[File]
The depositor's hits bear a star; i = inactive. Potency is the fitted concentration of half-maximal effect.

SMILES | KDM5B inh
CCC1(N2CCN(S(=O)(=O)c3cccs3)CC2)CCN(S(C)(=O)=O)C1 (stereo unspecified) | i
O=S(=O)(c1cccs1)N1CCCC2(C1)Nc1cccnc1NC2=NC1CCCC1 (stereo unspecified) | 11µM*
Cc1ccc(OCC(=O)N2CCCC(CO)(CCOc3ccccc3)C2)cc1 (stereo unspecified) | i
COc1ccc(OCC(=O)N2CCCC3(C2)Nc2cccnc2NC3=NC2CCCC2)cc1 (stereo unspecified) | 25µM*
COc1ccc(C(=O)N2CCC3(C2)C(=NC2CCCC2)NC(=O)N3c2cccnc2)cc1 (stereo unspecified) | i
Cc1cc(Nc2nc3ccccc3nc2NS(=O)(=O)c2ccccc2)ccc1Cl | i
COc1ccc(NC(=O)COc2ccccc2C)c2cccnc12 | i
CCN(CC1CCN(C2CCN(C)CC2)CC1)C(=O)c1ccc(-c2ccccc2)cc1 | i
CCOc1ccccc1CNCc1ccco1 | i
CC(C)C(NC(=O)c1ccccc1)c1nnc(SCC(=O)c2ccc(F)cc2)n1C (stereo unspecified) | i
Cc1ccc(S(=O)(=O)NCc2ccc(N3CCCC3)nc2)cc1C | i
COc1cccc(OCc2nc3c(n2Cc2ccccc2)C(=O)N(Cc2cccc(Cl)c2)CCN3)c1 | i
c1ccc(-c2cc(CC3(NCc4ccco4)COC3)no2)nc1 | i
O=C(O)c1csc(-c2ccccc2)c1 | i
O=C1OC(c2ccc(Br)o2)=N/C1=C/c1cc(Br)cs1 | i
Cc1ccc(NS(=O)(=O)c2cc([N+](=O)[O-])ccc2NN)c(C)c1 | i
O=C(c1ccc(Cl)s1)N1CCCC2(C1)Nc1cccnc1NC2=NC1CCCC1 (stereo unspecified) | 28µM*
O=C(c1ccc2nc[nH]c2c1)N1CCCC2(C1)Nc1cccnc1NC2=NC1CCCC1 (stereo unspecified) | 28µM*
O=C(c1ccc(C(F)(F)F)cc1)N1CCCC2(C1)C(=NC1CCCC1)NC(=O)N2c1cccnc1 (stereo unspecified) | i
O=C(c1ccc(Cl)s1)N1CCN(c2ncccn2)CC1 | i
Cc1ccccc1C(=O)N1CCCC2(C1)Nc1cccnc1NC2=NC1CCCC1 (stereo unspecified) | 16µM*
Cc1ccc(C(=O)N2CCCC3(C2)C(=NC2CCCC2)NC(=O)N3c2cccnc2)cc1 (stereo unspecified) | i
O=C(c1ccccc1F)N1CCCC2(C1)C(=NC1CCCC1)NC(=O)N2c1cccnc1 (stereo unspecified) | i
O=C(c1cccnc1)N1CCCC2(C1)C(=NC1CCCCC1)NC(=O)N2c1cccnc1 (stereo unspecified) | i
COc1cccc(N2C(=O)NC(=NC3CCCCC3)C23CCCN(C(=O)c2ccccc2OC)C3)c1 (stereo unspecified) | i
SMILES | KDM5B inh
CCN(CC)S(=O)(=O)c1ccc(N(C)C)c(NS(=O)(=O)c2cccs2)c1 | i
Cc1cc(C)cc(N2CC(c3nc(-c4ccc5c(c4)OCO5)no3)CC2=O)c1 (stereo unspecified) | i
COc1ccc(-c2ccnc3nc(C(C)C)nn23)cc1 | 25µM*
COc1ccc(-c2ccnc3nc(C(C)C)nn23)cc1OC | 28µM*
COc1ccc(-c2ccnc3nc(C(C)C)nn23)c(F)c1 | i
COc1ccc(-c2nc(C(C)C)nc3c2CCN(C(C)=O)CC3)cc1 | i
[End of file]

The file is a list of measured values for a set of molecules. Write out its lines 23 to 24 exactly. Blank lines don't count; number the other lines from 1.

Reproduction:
Cc1ccccc1C(=O)N1CCCC2(C1)Nc1cccnc1NC2=NC1CCCC1 (stereo unspecified) | 16µM*
Cc1ccc(C(=O)N2CCCC3(C2)C(=NC2CCCC2)NC(=O)N3c2cccnc2)cc1 (stereo unspecified) | i